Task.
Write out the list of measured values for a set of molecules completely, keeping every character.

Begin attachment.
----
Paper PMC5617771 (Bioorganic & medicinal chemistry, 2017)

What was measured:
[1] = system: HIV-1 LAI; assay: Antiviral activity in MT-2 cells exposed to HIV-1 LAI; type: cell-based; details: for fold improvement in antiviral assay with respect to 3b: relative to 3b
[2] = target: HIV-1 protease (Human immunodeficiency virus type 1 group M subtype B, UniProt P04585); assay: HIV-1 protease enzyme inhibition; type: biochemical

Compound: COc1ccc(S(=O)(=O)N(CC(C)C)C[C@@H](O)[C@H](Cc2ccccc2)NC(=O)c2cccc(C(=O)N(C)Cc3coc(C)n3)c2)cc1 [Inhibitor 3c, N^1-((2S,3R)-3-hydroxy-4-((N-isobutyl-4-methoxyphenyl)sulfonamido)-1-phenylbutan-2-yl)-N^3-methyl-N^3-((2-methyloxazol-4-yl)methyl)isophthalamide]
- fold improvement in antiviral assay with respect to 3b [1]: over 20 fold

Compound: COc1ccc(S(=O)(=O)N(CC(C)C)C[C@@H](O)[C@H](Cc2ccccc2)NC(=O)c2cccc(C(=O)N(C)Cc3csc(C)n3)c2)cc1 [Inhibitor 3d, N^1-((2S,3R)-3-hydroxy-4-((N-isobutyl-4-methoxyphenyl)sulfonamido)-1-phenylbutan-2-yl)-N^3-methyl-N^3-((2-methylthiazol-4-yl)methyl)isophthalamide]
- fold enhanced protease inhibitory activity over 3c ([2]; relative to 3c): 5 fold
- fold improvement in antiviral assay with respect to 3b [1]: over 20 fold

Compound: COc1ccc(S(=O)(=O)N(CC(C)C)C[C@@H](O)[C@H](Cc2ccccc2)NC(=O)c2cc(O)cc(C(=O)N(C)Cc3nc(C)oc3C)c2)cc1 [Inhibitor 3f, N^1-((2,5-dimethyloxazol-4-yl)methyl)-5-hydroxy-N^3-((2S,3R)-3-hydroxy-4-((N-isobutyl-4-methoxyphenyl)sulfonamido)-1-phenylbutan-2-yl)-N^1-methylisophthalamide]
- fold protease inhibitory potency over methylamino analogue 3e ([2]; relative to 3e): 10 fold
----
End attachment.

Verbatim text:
Paper PMC5617771 (Bioorganic & medicinal chemistry, 2017)

What was measured:
[1] = system: HIV-1 LAI; assay: Antiviral activity in MT-2 cells exposed to HIV-1 LAI; type: cell-based; details: for fold improvement in antiviral assay with respect to 3b: relative to 3b
[2] = target: HIV-1 protease (Human immunodeficiency virus type 1 group M subtype B, UniProt P04585); assay: HIV-1 protease enzyme inhibition; type: biochemical

Compound: COc1ccc(S(=O)(=O)N(CC(C)C)C[C@@H](O)[C@H](Cc2ccccc2)NC(=O)c2cccc(C(=O)N(C)Cc3coc(C)n3)c2)cc1 [Inhibitor 3c, N^1-((2S,3R)-3-hydroxy-4-((N-isobutyl-4-methoxyphenyl)sulfonamido)-1-phenylbutan-2-yl)-N^3-methyl-N^3-((2-methyloxazol-4-yl)methyl)isophthalamide]
- fold improvement in antiviral assay with respect to 3b [1]: over 20 fold

Compound: COc1ccc(S(=O)(=O)N(CC(C)C)C[C@@H](O)[C@H](Cc2ccccc2)NC(=O)c2cccc(C(=O)N(C)Cc3csc(C)n3)c2)cc1 [Inhibitor 3d, N^1-((2S,3R)-3-hydroxy-4-((N-isobutyl-4-methoxyphenyl)sulfonamido)-1-phenylbutan-2-yl)-N^3-methyl-N^3-((2-methylthiazol-4-yl)methyl)isophthalamide]
- fold enhanced protease inhibitory activity over 3c ([2]; relative to 3c): 5 fold
- fold improvement in antiviral assay with respect to 3b [1]: over 20 fold

Compound: COc1ccc(S(=O)(=O)N(CC(C)C)C[C@@H](O)[C@H](Cc2ccccc2)NC(=O)c2cc(O)cc(C(=O)N(C)Cc3nc(C)oc3C)c2)cc1 [Inhibitor 3f, N^1-((2,5-dimethyloxazol-4-yl)methyl)-5-hydroxy-N^3-((2S,3R)-3-hydroxy-4-((N-isobutyl-4-methoxyphenyl)sulfonamido)-1-phenylbutan-2-yl)-N^1-methylisophthalamide]
- fold protease inhibitory potency over methylamino analogue 3e ([2]; relative to 3e): 10 fold